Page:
May 25, 2016

“Out of the classroom”: an intern observes environmental activism up close

Author Frances Swanson (second from right) with (left to right) Chapter conservation organizer Jess Dervin-Ackerman and fellow summer interns Vanessa Gerber, Isabella Bustamante, and Thomas Munzar.

Author Frances Swanson (second from right) with (left to right) Chapter conservation organizer Jess Dervin-Ackerman and fellow summer interns Vanessa Gerber, Isabella Bustamante, and Thomas Munzar.

As the Rolling Stones said, “You can’t always get what you want, but if you try sometimes, you get what you need.” I walked away from the Senate Energy Committee Meeting on June 23 with mixed emotions. A patchwork of frustration, hope, and excitement mingled together while feelings of empowerment and disempowerment played leap-frog. At the end of the day, we—those fighting Assembly Bill 2145, the Utility Monopoly Protection Bill—got what we needed, but not what we wanted. Community Choice Aggregation in California was no longer saddled with an opt-in provision, but the bill still passed.

When I drove up to Sacramento that Monday morning, I did not know what to expect. Before that day I had attended meetings of the Alameda County Board of Supervisors and the Oakland City Council, but this was the first time I would experience decision-making at the state level. In fact, just about everything I did that day I did for the first time: going to a press conference on the steps of the California State Capitol, running around to senators’ offices in an attempt at last-minute lobbying, waiting for over an hour in a crowded hallway for the hearing to commence, and speaking in front of the committee during the public comments period.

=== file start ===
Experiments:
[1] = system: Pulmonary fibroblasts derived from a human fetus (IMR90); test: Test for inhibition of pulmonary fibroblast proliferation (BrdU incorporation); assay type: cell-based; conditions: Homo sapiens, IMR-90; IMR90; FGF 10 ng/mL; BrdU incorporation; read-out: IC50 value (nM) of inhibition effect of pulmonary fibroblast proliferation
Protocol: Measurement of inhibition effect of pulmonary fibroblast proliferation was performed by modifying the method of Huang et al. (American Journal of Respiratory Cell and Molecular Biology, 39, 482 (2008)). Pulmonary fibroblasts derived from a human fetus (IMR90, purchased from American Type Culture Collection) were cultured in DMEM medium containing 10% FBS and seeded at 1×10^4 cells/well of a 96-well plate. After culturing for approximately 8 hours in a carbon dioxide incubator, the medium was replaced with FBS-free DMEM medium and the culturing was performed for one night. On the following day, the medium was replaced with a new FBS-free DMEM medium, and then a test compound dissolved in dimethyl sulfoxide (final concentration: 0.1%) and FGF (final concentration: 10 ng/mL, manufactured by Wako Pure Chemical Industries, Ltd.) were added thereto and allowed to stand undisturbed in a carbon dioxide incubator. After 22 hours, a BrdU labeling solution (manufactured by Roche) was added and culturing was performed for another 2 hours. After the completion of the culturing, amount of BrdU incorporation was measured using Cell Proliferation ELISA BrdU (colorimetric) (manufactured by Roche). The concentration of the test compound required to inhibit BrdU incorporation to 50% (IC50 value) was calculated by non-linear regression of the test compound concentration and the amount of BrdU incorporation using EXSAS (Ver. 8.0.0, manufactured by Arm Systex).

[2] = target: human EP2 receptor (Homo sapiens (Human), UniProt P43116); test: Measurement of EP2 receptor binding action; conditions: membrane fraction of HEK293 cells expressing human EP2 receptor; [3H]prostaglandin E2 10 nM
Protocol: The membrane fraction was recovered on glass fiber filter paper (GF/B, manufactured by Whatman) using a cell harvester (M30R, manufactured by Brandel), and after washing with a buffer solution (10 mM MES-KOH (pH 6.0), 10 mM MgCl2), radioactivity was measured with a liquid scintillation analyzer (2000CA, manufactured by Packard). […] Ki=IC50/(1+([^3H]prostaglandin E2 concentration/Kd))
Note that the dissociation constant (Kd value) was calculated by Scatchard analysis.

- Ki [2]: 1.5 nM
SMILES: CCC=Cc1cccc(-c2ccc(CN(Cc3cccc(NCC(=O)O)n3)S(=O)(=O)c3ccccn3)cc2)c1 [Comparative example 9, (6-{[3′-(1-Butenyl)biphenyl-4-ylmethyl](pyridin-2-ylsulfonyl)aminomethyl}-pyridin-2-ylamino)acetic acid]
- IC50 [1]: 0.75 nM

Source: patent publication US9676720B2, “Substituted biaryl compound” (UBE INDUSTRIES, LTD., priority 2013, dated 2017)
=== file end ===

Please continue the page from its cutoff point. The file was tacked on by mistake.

I spent the majority of my day watching and listening. I decided to intern at the Sierra Club this summer because I wanted to experience what environmental activism looked and felt like, and this was a perfect opportunity for me to observe. I observed as the Bay Chapter’s conservation organizer, Jess Dervin-Ackerman, debated with a man there to share his support of the bill. I noticed how both of them were simultaneously joking around while being deadly serious about the matter. I saw how the people around them turned an eye and an ear to their conversation in the hope of seeing some action. I saw how both were truly listening to what the other had to say, while maintaining their own firm stance.

I observed the audience of the Senate Energy Committee meeting react throughout the hearing. I saw the woman sitting next to me raise her hands and wiggle her fingers in support of someone’s statement. I saw activists making pointed eye-contact and whispering to one another. I observed the blank faces of the senators sitting on the committee. I saw the fear on the No on 2145 organizers’ faces when thirty people stated their support of the bill. I saw the energy in those same faces when seventy people stated their opposition to the bill. I experienced the butterflies right before I got up to the microphone and the smile on my face as I walked away.

I observed all of the anger, patience, annoyance, fear, optimism, and passion of the day. While I have many, many more things to observe, people to meet, and thoughts to consider, my trip to Sacramento and the four weeks of planning and organizing leading up to it gave me a bitter-sweet taste of environmental activism out of the classroom and in “the real world.”

—Frances Swanson, SF Bay Chapter intern

Read more about AB 2145 in “AB 2145, renewable energy wrecking ball: down but not out” and “Alameda County Board of Supervisors votes to move forward on Community Choice.”

Speak Your Mind

*